Notes from the Studio

The Queen of Summer’s Twilight, Chapter Twenty-Nine.

© Charles Vess Chapter Twenty-Nine       In the profound silence that followed, Janet looked to the bottle witch, and feigning indifference asked, “Okay, are we done? Can my mother and I go home now?”       Mother Hainter cackled to herself, “Nae, no yet I fear.”       Janet’s eyebrows lifted impatiently, “Why not, little witch? What more can we do that hasn’t already been done? My mother and I are weary to our bones.” The mortal girl gestured at Mairi and continued, “And she has a husband that she’s not seen for far too many years.” Mairi head lifted at her daughter’s words, hope glimmering in her sad eyes.        The ancient bottle witch studied them both for a moment before replying, “My children, we must still make whole again what has been broken.”       Looking at the forest, burgeoning now with new life, echoing with bird and animal song, Janet replied, “But haven’t I…haven’t we already done just that?”       “It is a tangled tale that still holds us all within its web.” Mother Hainter smiled encouragingly, “Janet, you and Thomas and your mother—and yes, The Queen as well—are all but bitty pieces o’ a tortured puzzle that must be restored before its story runs true. Until that happens, it would be best for you ta remain together.”        Then the bottle witch called to her emphatically, “Janet Ravenscroft…look ta me. There are questions I must ask o’ you now.” Sighing, Janet turned her attention back to Mother Hainter, trying to calm her disordered thoughts.       “Now, then child, I would ken when were you born?”       Janet grimaced, “What’s my age got to do with any of this?” But when Mother Hainter continued to stare at her without speaking, she realized that there was, of course, something more than idle curiosity in her question. The foxes silently padded to

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The Queen of Summer’s Twilight, Chapter Twenty-Eight.

© Charles Vess Chapter Twenty-Eight       Stretched beyond the limits of her strength, Janet collapsed unconscious into Tom’s arms. Gently laying her on the ground, he anxiously gazed down at her worn face.        Beside them, Mairi opened her eyes, and for the first time in too long, looked out at a world that should have been free from the taint of her madness. But what Mairi saw was the very world she’d looked at for the last eighteen years. With a moan she curled into a fetal ball, soft whimpering sobs wracked her body.          Her cries caused Janet to stir and then reach out for the older woman’s hand. Blinking away her exhaustion, the young girl smiled, “Mother. It’s me… your daughter… it’s Janet.”       Heart spoke to heart, and Mairi, looking at Janet knew her for her daughter no matter how many years had passed. The older woman reached out for her daughter until both, still overcome with weariness, curled their bodies protectively around each other and fell into a profound sleep.       Not far from them, Mother Hainter brushed aside a scattering of shriveled apple husks before she sat beside the two foxes, gently stroking their soft fur. The ancient witch’s stare was fixed on The Queen, who still stood on the river’s bank, seemingly lost in thought. Perhaps She contemplated all that had been lost to Her in the long years of madness.        The root witch mused shrewdly, “Such generous promises you make, my Lady.” Then, squinting at Janet, the bottle witch considered the mortal girl’s measure. “That was well done twixt you and The Queen, but words, even those spoken under oath, can be twisted, especially with tha practice o’ a thousand times a thousand years that this Queen has lived.”       Thomas, too, stared at The Queen. His long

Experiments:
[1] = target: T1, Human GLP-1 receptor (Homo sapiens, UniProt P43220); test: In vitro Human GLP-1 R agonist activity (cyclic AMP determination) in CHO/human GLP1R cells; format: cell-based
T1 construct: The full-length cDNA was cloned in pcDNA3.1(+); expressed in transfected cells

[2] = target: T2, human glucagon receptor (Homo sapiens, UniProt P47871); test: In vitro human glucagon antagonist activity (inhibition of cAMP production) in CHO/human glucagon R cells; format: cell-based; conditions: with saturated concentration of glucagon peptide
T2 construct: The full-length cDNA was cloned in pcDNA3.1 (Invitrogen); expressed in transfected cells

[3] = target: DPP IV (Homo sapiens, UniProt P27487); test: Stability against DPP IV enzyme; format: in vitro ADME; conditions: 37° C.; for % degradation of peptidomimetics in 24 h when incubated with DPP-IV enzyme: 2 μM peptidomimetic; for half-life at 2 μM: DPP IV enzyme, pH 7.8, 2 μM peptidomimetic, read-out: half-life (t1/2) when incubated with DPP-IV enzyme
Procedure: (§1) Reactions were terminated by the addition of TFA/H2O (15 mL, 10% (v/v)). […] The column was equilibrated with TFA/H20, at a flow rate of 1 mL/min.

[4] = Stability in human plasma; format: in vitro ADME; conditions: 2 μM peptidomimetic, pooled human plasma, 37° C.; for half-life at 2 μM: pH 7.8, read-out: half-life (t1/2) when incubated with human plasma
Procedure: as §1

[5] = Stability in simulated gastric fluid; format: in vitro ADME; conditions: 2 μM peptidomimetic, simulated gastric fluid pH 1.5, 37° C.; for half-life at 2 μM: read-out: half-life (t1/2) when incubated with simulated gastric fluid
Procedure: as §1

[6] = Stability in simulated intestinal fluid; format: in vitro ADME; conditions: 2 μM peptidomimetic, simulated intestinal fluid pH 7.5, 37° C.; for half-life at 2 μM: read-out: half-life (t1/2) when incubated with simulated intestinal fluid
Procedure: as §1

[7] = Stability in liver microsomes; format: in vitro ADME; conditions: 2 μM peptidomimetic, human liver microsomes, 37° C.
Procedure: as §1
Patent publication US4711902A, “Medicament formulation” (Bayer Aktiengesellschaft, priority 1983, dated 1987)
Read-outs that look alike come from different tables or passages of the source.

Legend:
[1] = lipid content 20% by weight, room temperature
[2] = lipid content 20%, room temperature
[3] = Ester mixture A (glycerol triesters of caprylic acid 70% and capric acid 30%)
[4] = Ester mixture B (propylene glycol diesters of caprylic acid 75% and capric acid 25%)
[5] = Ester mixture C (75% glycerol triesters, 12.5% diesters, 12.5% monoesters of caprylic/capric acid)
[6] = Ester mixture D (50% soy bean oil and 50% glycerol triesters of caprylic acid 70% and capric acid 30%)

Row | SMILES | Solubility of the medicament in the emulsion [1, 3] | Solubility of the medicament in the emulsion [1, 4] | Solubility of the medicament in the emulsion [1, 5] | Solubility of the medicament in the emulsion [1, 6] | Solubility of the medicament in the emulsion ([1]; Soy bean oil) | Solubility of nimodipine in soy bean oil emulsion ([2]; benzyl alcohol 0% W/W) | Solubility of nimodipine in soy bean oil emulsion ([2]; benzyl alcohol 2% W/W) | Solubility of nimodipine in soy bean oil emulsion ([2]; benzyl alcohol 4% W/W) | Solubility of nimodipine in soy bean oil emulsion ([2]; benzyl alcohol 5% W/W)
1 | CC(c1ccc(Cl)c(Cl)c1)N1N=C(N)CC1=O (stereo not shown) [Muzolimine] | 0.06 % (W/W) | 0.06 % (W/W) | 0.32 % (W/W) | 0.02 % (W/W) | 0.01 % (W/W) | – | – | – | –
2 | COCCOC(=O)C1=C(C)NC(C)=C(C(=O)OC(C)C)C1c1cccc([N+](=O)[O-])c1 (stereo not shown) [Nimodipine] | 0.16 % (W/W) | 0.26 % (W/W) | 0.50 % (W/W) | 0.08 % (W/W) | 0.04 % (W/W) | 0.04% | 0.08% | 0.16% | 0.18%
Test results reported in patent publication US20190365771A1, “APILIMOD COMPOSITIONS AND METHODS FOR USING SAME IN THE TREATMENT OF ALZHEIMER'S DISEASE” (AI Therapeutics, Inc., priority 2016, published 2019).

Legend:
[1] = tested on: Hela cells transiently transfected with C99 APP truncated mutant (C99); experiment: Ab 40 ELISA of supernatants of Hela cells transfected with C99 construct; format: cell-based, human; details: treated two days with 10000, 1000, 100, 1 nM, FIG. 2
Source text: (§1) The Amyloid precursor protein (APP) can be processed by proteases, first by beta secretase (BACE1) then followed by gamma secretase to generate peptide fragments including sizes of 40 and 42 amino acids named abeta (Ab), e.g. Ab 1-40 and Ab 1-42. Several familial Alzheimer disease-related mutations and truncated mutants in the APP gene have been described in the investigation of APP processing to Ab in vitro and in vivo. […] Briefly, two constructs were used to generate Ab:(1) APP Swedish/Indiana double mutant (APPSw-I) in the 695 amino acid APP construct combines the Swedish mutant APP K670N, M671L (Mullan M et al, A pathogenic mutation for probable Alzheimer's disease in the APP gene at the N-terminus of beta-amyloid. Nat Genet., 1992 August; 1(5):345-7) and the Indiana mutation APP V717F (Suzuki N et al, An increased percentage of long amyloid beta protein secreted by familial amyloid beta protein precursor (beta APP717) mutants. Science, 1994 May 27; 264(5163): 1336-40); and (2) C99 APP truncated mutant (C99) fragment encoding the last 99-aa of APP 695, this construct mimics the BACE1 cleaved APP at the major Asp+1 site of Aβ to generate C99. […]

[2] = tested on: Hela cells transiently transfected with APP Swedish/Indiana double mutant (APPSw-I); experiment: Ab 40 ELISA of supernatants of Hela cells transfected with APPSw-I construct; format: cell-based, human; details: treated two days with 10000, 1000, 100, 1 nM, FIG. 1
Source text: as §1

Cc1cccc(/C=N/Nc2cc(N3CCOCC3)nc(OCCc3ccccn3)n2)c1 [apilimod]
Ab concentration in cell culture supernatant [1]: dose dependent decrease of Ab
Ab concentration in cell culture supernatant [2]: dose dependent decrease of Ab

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The Queen of Summer’s Twilight, Chapter Twenty-Seven.

© Charles Vess 2019 Chapter Twenty-Seven       On the far western edge of the ruined plain that was the realm of The Lord of Darkness and of Death, there was once a great river.       A deep river and wide, one that once flowed swiftly past.        This river was and ever had been all that separated the Land of Summer’s Twilight from that of The Dark Lord’s kingdom. Between its two high banks flowed all the blood that was ever shed on Earth or beyond, in the Faerie Realms. Without The Queen to renew the life of her land, the once mighty river was no more. Now resting between its banks was only a deep layer of fine, pale red powder.       Turning her gaze wearily away from the lands on the far distant bank that were The Queen’s true domain, the root witch squinted up into the Janet’s face. “I kin what you would ask, girl. This river has served ta separate the two kingdoms since time itself was ever born.”       Her eyes wide with wonder, Janet asked, “Two kingdoms of Faerie? I…I don’t understand.”       Mother Hainter laughed, “And why would you, human? There would be nae need.”       Thomas, carefully choosing his words, tried to explain something that was certain knowledge to those who called the Summer Lands their home. “The blood… it ran here to serve as a reminder that all things must die, even an immortal.  Between the two lands it has always flowed. And it always will, or… should…” Janet nodded her head, responding to his logic. “Until our bloody queen’s mind was gone.” Then looking behind them at the steadily advancing wave of pursuers, she added, “After the fucking Lord of Darkness and Death tried to claim both kingdoms for his own.”        Nodding agreement, Thomas continued, “Never was there

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